Banning books calls on images of Nazi’s throwing Jewish penned books to the flame, or lynch mobs with pitch forks yelling for purity circa 1875, surely not librarians here in this open democracy where people are free to speak and write, express and create. Well, unfortunately it is happening and it is happening all the time.
This kind of censorship is appalling and today, the first in the rebirth of this weekly installment, we are going to focus on a very relevant issue that several activist organizations are fighting against as we speak… the banning of the graphic novel Persepolis.
We will start with a little back story on the banning and then introduce you to this critically acclaimed author and book, which has already made its way to the big screen under the same name, garnering a Canne Film Festival Jury award and an Oscar Nomination.
According to the CBLDF’s website,
Friday saw the quick action of CBLDF and other free speech advocates in defense of Marjane Satrapi’s Persepolis, which was reportedly removed from the classrooms and library of Lane Tech College Prep in the Chicago public school district at the order of Chicago Public Schools, which oversees the district.
CBLDF joined the Kids’ Right to Read Project, the National Coalition Against Censorship, and many more in sending a letter defending the book. Upon news of the removal, a protest was quickly organized, and students, teachers, and concerned parents gathered outside Lane Tech on Friday afternoon to add their voices in support of the graphic novel.
Read full article: HERE
The school district claims they are removing the book for its violent content, but it also happens to be about an Iranian girl living in Germany struggling to find her place. The argument is weak at best.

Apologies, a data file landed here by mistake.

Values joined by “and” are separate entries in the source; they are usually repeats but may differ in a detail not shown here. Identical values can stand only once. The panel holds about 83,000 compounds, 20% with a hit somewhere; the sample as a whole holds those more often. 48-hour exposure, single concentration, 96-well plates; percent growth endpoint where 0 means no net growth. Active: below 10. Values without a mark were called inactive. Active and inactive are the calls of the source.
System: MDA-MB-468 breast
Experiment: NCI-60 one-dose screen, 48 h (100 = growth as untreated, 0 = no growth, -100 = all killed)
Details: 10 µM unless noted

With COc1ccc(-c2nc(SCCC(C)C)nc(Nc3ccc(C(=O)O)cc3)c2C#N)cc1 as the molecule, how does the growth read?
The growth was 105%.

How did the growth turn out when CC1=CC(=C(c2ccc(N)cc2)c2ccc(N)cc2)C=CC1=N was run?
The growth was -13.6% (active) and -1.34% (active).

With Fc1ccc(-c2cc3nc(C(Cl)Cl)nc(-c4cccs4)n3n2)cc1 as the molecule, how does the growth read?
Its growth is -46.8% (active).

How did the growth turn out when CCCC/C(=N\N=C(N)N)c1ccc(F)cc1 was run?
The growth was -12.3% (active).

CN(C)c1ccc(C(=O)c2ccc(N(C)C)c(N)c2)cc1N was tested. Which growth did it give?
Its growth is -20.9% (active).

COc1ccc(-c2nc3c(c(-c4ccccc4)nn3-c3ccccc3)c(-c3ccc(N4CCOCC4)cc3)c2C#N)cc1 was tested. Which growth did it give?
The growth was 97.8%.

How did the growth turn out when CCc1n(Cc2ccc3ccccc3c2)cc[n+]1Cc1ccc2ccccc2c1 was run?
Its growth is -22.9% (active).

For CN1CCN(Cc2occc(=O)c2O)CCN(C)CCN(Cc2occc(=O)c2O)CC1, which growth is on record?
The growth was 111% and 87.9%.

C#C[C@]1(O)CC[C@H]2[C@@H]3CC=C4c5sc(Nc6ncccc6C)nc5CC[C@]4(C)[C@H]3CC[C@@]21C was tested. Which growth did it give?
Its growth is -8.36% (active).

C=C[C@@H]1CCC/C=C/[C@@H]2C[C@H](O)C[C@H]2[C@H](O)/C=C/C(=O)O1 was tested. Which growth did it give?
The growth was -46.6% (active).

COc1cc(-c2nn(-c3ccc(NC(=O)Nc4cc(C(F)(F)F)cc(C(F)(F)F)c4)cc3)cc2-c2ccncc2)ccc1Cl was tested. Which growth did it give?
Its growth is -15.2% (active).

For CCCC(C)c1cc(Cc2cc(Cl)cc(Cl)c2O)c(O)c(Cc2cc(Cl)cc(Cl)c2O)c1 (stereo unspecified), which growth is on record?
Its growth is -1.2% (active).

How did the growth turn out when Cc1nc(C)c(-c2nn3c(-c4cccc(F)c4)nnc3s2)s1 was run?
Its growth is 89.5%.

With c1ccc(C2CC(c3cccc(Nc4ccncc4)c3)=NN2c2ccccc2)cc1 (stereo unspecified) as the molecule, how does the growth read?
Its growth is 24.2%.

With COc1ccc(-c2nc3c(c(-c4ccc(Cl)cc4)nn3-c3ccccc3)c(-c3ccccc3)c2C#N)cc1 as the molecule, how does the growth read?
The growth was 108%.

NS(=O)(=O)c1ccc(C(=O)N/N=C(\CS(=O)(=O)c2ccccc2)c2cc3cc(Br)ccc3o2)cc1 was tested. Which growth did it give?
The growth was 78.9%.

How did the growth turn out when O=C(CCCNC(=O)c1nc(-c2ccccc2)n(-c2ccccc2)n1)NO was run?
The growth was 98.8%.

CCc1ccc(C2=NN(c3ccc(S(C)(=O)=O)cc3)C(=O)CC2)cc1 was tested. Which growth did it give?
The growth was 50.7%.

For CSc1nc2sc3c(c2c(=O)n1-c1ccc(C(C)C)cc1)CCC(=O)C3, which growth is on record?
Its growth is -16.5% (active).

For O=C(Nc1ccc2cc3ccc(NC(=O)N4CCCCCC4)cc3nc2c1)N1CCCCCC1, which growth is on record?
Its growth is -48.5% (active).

Persepolis is the story of Satrapi’s unforgettable childhood and coming of age within a large and loving family in Tehran during the Islamic Revolution; of the contradictions between private life and public life in a country plagued by political upheaval; of her high school years in Vienna facing the trials of adolescence far from her family; of her homecoming–both sweet and terrible; and, finally, of her self-imposed exile from her beloved homeland. It is the chronicle of a girlhood and adolescence at once outrageous and familiar, a young life entwined with the history of her country yet filled with the universal trials and joys of growing up.
Edgy, searingly observant, and candid, often heartbreaking but threaded throughout with raw humor and hard-earned wisdom–Persepolis is a stunning work from one of the most highly regarded, singularly talented graphic artists at work today
[note color=”#9ae1f9″]Marjane Satrapi (Persian: مرجان ساتراپی) is an Iranian-born French contemporary graphic novellist, illustrator, animated film director, and children’s book author. Apart from her native tongue Farsi, she speaks English, Swedish, German, French and Italian.
Satrapi grew up in Tehran in a family which was involved with communist and socialist movements in Iran prior to the Iranian Revolution. She attended the Lycée Français there and witnessed, as a child, the growing suppression of civil liberties and the everyday-life consequences of Iranian politics, including the fall of the Shah, the early regime of Ruhollah Khomeini, and the first years of the Iran-Iraq War. She experienced an Iraqi air raid and Scud missile attacks on Tehran. According to Persepolis, one Scud hit the house next to hers, killing her friend and entire family.
Satrapi attended the Lycée Français de Vienne.
Snippet & Full Bio Found via Goodreads.com[/note]
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